One proposal, which legislative attorneys warned would likely be found unconstitutional, declared Utah's authority to regulate firearms in the state trumped federal gun laws.
Another bill sought to bar police from citing someone for disorderly conduct for simply carrying a gun, as long as the person wasn't disregarding police orders or behaving in a threatening manner.
The moves to expand firearm rights were a response to a push in Washington, D.C., to increase gun control restrictions after recent mass shootings.
Senate President Wayne Niederhauser, R-Sandy, said state lawmakers had a duty to push back against the federal government, but not to a point where they couldn't be effective.
One gun proposal that's successfully made it the governor's desk would eliminate the need for a permit to carry a concealed gun in Utah, as long as it's unloaded.
Herbert hasn't said if he will sign or veto it, but will say he's satisfied with the state's gun laws and doesn't feel that they need to be changed.
Lawmakers one again tackled the state liquor laws this year.
The Legislature took up and later dropped a move to repeal a requirement for some restaurants to mix and pour alcoholic drinks behind a barrier. That idea was nixed during the final week when lawmakers raised concerns that removing the barriers would promote a "culture of alcohol" in the state.
Herbert said there's no clear evidence that the rule is effective to prevent underage or excessive drinking, or conversely, that it harms restaurants or tourism, but said he expects lawmakers will revisit the issue next year.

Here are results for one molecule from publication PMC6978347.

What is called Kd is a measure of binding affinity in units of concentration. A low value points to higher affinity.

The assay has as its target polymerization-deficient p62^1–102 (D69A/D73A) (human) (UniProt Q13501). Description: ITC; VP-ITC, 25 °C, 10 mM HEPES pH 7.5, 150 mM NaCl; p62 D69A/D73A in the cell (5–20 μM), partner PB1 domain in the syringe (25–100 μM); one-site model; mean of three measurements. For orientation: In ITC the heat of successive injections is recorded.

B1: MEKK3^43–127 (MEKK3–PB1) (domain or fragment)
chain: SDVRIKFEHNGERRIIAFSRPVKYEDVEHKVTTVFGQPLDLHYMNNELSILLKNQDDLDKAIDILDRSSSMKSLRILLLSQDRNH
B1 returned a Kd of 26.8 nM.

Overall, Herbert said he was pleased with the work lawmakers had done this year, especially working to balance a roughly $13 billion state budget that matched his priorities for education spending.
The proposal included $68.6 million to cover the cost of more than 13,000 new students and about $48 million to increase per-student spending.
"This has been an extraordinary year for education," Herbert said, noting that almost 75 percent of the state's new revenue was direct to education.
The budget also sets aside $54 million for a new classroom building at Utah Valley University, almost $3 million to extend a tax credit for alternative-fuel vehicles for one more year, and $3.5 million for a school-based mental health program that aims to diagnose disorders early in a person's life.
"I think in proportion, we've done a really good job of prioritizing here in the state of Utah with the taxpayer's dollars," Herbert said.
Associated Press writer Annie Knox contributed to this report.